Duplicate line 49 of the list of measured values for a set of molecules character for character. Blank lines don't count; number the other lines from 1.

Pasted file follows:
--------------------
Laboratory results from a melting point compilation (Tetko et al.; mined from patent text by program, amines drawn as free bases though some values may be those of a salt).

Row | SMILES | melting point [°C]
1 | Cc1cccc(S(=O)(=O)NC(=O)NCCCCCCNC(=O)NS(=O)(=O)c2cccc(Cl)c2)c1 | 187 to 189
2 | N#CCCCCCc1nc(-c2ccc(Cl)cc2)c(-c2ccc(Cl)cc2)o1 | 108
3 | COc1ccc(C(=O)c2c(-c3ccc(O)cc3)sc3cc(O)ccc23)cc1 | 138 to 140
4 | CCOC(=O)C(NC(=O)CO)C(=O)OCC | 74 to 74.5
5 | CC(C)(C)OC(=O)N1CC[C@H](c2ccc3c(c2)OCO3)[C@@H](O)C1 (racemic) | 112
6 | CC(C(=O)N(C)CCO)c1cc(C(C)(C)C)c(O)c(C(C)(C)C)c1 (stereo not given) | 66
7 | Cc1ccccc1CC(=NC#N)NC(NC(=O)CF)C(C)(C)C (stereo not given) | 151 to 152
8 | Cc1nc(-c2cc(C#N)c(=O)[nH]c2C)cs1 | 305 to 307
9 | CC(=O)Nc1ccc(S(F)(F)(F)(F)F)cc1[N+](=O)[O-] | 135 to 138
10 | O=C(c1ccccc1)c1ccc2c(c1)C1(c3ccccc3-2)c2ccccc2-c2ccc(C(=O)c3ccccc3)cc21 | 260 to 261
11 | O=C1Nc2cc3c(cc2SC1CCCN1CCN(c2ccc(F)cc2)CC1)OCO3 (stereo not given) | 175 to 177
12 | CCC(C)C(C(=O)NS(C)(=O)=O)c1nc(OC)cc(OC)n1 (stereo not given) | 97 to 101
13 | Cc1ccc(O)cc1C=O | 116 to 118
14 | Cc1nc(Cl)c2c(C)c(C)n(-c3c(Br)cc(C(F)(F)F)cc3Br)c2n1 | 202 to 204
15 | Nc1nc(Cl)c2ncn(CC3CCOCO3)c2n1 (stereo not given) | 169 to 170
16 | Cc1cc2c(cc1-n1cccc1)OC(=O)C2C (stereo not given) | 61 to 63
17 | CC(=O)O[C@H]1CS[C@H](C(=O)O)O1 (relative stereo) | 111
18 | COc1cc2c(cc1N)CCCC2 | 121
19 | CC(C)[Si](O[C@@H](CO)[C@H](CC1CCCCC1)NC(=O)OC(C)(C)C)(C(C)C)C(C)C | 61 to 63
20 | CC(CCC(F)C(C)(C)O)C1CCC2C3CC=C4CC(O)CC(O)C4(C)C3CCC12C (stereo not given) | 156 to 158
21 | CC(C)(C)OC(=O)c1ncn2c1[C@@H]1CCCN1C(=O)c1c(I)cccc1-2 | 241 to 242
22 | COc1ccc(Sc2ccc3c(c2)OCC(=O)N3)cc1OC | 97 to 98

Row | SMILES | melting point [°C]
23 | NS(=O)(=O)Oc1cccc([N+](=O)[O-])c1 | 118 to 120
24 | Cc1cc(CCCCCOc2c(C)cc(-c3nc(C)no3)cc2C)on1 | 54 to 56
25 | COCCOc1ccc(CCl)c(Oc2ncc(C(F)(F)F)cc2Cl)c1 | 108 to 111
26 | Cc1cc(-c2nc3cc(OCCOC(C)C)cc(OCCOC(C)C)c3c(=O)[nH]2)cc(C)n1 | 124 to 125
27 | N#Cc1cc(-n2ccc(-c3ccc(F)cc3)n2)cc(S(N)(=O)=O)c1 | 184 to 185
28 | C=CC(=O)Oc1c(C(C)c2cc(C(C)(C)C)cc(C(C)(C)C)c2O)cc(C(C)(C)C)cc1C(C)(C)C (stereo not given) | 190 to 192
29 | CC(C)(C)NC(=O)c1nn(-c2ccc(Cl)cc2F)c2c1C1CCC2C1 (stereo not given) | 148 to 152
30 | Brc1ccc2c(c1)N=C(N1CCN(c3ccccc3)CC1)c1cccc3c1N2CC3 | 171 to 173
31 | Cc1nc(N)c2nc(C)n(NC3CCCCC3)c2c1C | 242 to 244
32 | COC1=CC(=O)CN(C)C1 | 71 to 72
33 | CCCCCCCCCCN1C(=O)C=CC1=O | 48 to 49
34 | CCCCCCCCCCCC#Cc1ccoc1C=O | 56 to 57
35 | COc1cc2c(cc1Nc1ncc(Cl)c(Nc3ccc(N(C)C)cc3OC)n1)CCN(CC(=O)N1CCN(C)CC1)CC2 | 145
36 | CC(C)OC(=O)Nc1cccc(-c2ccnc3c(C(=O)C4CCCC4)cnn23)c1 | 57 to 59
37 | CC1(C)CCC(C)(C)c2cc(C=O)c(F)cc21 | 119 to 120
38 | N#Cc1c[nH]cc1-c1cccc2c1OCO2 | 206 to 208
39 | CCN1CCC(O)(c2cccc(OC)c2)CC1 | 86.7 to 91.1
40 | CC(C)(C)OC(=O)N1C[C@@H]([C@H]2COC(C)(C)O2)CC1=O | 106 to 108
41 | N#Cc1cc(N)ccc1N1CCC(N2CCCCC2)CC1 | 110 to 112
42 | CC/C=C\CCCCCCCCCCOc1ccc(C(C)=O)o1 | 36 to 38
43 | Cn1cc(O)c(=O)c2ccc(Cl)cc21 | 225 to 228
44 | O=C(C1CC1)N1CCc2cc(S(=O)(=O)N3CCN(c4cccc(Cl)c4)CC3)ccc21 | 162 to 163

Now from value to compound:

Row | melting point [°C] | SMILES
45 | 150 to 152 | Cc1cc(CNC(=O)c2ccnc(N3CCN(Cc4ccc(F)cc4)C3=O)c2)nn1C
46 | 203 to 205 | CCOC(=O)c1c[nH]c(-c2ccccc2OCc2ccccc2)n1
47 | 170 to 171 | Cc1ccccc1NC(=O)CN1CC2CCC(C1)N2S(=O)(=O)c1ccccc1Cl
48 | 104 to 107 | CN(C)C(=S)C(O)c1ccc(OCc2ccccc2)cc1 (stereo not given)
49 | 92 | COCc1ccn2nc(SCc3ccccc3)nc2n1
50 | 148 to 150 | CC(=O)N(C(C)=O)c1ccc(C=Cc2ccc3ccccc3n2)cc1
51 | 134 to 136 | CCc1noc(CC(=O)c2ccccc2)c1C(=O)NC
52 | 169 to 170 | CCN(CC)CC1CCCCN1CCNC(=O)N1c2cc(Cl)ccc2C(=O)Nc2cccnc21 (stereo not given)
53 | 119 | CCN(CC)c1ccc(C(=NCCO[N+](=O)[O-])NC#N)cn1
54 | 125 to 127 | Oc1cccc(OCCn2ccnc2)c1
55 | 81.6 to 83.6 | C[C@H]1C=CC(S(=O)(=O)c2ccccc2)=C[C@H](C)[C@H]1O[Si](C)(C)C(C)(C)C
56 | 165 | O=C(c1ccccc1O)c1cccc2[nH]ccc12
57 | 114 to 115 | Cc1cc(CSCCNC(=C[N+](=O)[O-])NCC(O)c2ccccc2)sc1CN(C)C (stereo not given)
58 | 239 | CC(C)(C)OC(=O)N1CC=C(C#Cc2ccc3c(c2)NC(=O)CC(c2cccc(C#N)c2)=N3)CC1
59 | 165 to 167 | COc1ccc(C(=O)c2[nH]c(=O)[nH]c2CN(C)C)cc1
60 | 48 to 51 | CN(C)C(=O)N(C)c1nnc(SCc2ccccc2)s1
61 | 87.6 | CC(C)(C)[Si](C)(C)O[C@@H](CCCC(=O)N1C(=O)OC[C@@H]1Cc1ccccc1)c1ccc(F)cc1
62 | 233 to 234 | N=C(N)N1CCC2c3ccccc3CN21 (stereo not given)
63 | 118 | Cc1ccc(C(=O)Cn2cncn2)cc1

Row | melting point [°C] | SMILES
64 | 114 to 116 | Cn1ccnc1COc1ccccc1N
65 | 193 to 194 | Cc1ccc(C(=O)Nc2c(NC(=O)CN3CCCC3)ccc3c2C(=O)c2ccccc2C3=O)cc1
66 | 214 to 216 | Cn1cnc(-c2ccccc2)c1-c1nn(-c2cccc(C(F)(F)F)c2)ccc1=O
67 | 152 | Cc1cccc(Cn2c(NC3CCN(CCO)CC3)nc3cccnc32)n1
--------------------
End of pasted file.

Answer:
Row | melting point [°C] | SMILES